We have a lot of catching up to do on the home aquarium start. The tank is officially a year old! It's definitely been a success but not without its share of ups and down. On the whole, the aquarium centers around an equilibrium that cannot be greatly disturbed for sustainability. Today, I'll go into the nitty gritty. Stay tuned for an exciting ride!
First, let's get the stats over with:
First, let's get the stats over with:
Calcium 520 ppm
Alkalinity 5 dkH (used to be 7-8, although 8 was a fight)
(Why is my calcium good but alkalinity low?)
Nitrates ~5 ppm
Since Louie and Scooter both disappeared about a week ago, unfortunately, I decay the rise in nirates to increased decomposition. I've never recorded a nitrate concentration before. Returning to small weekly water changes for now will reduce nitrate levels and address the other issues as well (S.G., pH, Ca2+, alkalinity).
Daily: feed fish, check water levels (fill automatic top-off--Note to Self--purchase larger ATO container!), check temp and lights.
Every 2 Days: clean skimmer cup
Weekly: Dose calcium and alkalinity. I dosed with 10 mL of B-Ionic Buffers 1 & 2 today to raise the calcium/alkalinity. This is generally needed about 1x/week. Water changes help too. Alternatively, there are these rad little blocks that you can put in your sump to raise calcium levels. They dissolve as needed and are supposed to be foolproof. However, there is some controversy out there on the "blocks". It is generally recommended to dose weekly.
Feed coral. My elegance coral is a pretty big eater. I sometimes only feed coral every other week since I feed my tank every day. Typically, I feed coral the day or two before a scheduled water change.
2x/Month: 20% water change. Alternatively, I change 10% weekly. Change filter sock upon water change. Remove ~1-5% of old refugium macroalgae to encourage growth Kill any prominent aiptasia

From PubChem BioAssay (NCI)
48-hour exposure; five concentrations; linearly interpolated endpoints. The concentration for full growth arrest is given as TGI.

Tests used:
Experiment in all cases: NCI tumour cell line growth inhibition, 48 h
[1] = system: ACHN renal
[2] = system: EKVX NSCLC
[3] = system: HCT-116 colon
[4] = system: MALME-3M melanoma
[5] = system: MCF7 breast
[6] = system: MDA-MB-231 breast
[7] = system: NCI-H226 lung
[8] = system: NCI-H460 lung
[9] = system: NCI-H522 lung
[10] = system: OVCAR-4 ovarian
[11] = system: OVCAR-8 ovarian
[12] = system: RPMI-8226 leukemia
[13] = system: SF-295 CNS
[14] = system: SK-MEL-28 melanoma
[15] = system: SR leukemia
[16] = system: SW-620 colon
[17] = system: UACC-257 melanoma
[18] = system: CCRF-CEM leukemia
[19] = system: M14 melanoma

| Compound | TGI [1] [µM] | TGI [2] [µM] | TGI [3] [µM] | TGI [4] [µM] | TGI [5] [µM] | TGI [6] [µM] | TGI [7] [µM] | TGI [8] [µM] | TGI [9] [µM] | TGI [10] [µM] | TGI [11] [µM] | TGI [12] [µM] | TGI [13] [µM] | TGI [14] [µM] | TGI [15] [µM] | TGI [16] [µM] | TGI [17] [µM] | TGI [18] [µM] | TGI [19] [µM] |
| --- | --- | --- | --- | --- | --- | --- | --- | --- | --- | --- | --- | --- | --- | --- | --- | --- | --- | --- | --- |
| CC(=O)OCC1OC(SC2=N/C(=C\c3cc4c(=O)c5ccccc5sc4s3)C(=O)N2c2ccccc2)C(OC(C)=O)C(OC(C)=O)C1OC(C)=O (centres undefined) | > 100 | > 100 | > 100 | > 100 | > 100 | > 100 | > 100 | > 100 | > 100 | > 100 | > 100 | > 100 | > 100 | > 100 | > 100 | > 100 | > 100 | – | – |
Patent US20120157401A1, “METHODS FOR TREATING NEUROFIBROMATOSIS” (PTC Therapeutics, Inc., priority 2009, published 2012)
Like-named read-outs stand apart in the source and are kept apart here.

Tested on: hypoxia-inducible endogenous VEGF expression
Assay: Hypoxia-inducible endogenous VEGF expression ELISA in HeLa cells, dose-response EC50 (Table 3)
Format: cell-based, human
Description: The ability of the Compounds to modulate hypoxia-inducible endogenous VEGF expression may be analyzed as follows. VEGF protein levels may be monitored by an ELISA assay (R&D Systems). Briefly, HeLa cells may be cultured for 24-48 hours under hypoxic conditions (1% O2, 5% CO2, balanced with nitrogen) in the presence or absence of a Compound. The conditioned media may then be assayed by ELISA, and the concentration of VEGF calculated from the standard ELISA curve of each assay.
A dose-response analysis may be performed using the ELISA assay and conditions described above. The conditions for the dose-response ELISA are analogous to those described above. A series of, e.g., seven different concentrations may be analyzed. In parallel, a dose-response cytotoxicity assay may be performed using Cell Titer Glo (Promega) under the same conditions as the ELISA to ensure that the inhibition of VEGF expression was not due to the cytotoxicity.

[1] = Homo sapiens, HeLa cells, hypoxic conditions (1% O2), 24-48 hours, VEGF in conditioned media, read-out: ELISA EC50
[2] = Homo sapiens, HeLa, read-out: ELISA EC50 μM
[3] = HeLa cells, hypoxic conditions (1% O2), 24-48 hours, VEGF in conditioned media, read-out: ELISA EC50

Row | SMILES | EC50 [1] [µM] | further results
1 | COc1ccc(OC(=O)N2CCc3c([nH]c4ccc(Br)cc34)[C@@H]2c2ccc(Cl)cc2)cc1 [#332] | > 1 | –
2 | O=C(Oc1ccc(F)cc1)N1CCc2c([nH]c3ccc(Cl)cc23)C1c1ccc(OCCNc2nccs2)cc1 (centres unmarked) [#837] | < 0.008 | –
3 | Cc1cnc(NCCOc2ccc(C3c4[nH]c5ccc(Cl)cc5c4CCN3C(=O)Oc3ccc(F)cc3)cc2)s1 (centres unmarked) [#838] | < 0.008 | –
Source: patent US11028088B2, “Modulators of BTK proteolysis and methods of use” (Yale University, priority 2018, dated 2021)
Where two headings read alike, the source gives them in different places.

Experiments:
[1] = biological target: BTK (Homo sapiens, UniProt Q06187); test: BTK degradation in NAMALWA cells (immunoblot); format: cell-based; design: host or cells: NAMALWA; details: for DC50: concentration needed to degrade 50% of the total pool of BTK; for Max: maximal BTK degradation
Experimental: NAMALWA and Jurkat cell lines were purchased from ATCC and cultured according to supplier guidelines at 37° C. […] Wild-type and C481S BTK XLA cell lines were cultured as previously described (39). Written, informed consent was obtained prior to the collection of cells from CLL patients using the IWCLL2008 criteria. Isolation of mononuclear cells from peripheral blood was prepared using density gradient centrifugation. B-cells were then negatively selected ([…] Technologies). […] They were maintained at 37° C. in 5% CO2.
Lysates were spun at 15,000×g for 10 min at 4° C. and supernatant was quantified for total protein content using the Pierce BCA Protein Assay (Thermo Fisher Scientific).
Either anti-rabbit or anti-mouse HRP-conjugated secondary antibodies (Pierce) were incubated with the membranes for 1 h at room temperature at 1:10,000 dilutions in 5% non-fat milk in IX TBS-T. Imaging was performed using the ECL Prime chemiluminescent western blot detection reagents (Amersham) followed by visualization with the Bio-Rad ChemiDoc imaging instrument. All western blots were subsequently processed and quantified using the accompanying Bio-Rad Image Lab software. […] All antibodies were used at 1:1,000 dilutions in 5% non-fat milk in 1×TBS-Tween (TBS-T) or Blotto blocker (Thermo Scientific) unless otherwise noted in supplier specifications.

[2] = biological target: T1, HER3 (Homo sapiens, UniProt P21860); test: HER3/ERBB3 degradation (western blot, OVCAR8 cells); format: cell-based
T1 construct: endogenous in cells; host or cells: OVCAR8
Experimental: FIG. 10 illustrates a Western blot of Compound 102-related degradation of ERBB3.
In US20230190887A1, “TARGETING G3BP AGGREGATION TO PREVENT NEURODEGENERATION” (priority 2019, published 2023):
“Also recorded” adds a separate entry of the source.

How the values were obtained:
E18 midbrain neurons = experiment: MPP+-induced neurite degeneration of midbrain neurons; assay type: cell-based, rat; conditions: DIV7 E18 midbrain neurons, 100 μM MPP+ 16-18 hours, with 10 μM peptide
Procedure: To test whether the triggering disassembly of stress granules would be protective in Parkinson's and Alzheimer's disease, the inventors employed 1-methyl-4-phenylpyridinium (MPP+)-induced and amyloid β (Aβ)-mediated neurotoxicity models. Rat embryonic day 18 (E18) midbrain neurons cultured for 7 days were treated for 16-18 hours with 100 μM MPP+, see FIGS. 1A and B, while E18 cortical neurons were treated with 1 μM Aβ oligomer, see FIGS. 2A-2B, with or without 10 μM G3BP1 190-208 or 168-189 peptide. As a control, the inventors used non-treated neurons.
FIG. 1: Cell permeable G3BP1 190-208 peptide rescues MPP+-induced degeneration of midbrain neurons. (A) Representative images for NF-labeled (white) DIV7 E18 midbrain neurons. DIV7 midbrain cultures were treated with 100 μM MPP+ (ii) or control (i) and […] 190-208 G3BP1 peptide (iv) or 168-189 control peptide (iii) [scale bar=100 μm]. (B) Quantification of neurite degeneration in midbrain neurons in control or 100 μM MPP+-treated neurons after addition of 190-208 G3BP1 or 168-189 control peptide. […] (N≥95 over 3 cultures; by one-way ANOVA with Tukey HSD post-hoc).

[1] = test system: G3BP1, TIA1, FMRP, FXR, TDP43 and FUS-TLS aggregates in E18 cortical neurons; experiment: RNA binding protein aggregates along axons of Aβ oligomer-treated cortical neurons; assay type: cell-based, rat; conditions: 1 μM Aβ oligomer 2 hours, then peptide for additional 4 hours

Monthly: More vigorous cleaning of tank during water change to remove algae. Replace activated carbon in media reactor. More vigorous cleaning of protein skimmer.
Bi-Annually: Change bulbs. Clean out powerheads and pumps. Check and clean all equipment.
Onto some sad news: Louie and Scooter in memorium. Both of these fish were my favorites. They were part of the original crew that were first introduced to the tank. Both grew and thrived over the last year. I had begun to take their boisterous, ever-constant presence for granted. When they disappeared, first Louie, then Scooter, it was very sudden, unexpected, and heartbreaking. I have no idea what happened, and I've been racking my brain.
Could Louie, the yellow coris wrasse, have jumped from the tank? Perhaps, but I've searched everywhere, including the floors, overflow, filter sock, sump, refugium, and pumps. Plus, my dog didn't find anything, and there was never a smell. Unlikely. Could something have eaten them? What? I haven't seen anything, I don't have anything that would eat something that big (Louie) or slimy (Scooter, the scooter blenny, is covered in a thick film of mucous and generally distasteful to other carniovores) Could they have both starved to death? Also, unlikely because I watched them both eat constantly. They both loved Cylop-eze but they became omnivorous over time. Both loved picking at the live rock. Plus, I have a refugium. Could the refugium have crashed? I still see a healthy population of pods, so, again, unlikely. Could Louie have buried himeself in the sand? Not if he was healthy. He was big and active, quite used to swimming around, out front and center all day, and running the show. If he had become weak or ill, he would have buried himself in my (deep) sandbed to die.
Unfortunately, I will never know. All I can do is follow my procedure for tank care after unexpected death of a fish. Check all water parameters. Perform a 15-20% water change. Watch remaining fish carefully. (Note: Entire tank readings are normal and fish and coral look delightfully happy.) Wait at a least a month before adding any new inhabitants to allow tank to return to homeostasis.
I miss you guys, Louie and Scooter! Ironically, they used to "hang out" together. They are probably up in fish heaven right now, feasting off the live rock. Louie as a baby. So tiny!